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Park Service Gets In On Easter Camping Action

April 7, 2009 — Families have traditionally spent the Easter weekend relaxing at camp sites, telling their own stories while dishing out the day's catch, complete with side dishes cooked with little fanfare over campfires.
This year the National Park Service hopes to get in on the action, according to NPS Superintendent Joel Tutein.
"We are going to be giving them historical information about the site where they are camping, as part of a grant that Channel 12 received to help promote the National Park," Tutein said.
The oral presentation, which will begin at 5:30 p.m. Wednesday, will be on the historic significance of the area that many have come to know simply as Columbus Landing.
The place is known as the site where Christopher Columbus came ashore on St. Croix more than 500 years ago, according to WTJX producer Anil Bruce, who will be on hand to film the event for a planned documentary.
WTJX Channel 12 is the local Public Broadcasting Service, station and received a grant to produce the documentary jointly with the National Park Service, Tutein said.
He added that the NPS is taking the opportunity to do the presentation when officials believe they would have campers' undivided attention, and it was in keeping with what campers expected.
"One of the complaints has been we've never met the campers on their terms, so we are going to their element," said Tutein. "We're coming off the hill and coming down to the beach."
The National Park Service building on the site overlooks Salt River Beach — thus the reference to coming off the hill. Four years ago, the NPS held joint meetings with the V.I. Department of Planning and Natural Resources with campers after discovering artifacts from Taino Indians in areas controlled by the park system. The two agencies, with input from campers, established a permitting process for camping at the site and instituted bans on digging and fire pits among others.
Tutein praised WTJX for its work to get the documentary completed, calling it a "very positive gesture."
"When you can meet your constituents on their term and disseminate information to them, it's always a good thing," he said.
Meanwhile DPNR is reminding campers at Salt River of the permit requirement for camping at Columbus Landing site. As is customary, the department will provide portable toilets Tuesday through April 14, 2009, according to a statement.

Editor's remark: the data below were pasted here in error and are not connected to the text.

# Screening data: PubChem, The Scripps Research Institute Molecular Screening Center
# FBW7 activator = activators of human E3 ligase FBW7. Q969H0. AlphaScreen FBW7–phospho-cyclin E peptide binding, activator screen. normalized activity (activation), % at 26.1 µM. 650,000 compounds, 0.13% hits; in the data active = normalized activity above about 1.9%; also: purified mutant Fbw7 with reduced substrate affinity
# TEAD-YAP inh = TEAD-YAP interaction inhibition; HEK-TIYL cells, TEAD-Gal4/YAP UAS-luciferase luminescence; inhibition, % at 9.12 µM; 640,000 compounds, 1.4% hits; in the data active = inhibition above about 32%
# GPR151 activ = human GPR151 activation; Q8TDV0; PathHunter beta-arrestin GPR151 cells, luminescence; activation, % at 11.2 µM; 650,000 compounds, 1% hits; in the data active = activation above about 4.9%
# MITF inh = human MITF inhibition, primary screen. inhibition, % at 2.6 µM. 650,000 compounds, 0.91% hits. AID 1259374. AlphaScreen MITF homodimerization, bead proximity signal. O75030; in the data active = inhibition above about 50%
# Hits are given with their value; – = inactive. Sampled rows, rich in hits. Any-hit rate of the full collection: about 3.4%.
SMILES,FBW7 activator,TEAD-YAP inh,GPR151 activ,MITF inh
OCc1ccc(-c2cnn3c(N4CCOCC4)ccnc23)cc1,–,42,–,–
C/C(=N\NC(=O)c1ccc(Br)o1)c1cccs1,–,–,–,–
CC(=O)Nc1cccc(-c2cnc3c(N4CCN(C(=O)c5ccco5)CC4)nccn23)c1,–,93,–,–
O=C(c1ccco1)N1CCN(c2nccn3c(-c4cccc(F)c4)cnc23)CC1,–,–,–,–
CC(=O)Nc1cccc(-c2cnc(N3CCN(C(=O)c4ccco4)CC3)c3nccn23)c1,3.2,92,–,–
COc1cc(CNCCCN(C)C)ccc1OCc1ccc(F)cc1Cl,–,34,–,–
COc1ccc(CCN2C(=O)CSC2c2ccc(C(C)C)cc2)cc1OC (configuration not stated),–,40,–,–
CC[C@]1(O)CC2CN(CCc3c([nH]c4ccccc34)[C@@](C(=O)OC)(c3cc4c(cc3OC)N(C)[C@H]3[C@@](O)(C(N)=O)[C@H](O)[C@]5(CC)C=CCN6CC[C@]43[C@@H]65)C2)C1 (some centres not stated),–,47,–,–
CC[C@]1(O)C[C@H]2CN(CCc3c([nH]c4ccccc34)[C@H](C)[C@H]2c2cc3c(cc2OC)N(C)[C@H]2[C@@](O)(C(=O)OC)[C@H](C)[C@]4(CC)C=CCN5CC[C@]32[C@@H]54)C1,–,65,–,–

Campers are encouraged to bring additional trash bins and portable toilets.
DPNR is also cautioning residents against leaving trash at camp areas and is encouraging campers to help with cleanup of the beach and areas outside individual campsites.
The other guidelines are as follows:
– Camp sites should be occupied by the individual designated as responsible in the event identification is requested by a DPNR Enforcement Officer;
– Digging of any kind will not be tolerated. This means no fire-pits, no trash pits, but smoothing of the ground surface is allowed by hand, brush, or leaf rake. No heavy equipment is allowed on site;
– Campfires placed within a metal container or on bare sand are allowed and are to be supervised and monitored whenever a fire or hot coals are present;
– Trash is to be carried out by individuals at each camp site. Anyone caught littering will be cited.
– Portable toilets and trash bin will be provided;
– No driving of any motorized vehicles is allowed on the earthen fort. Anyone driving up onto the fort earthworks will be cited and subject to a fine of up to $500.
The following are prohibited: fights, altercations, and loud, boisterous or drunken activities; dogs and horses; cutting of trees, brush or other vegetation, especially mangroves, or on the beach.